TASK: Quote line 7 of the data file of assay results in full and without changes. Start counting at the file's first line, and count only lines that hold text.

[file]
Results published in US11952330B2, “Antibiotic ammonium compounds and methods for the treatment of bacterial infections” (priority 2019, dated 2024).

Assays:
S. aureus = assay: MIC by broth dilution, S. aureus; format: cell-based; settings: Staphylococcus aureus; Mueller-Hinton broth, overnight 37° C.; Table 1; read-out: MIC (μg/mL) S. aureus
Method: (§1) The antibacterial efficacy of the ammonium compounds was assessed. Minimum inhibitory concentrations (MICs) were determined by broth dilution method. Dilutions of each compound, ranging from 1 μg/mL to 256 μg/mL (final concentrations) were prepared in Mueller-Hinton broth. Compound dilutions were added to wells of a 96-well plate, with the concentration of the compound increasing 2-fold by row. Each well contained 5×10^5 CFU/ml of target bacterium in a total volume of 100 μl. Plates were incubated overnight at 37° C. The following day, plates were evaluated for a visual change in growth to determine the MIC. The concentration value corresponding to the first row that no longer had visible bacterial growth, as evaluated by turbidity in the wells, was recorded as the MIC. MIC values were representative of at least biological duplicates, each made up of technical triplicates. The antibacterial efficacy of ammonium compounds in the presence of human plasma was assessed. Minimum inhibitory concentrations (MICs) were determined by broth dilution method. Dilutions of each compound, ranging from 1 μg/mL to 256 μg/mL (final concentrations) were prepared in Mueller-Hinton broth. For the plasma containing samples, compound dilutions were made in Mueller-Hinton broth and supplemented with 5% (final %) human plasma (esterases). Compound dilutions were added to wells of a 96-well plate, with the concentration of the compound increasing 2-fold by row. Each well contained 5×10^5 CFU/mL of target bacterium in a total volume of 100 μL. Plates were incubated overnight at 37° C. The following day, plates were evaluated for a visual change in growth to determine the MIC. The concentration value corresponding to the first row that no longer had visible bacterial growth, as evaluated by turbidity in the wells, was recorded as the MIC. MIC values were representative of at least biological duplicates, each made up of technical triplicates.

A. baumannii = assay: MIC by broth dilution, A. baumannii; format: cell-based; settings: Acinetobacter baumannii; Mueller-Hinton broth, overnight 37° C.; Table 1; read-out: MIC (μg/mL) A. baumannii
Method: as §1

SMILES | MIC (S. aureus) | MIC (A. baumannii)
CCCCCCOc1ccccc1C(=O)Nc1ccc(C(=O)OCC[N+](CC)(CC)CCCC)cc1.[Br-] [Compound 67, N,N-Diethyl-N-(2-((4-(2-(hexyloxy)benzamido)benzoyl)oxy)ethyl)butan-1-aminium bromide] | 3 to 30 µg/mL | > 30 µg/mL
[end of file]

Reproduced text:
SMILES | MIC (S. aureus) | MIC (A. baumannii)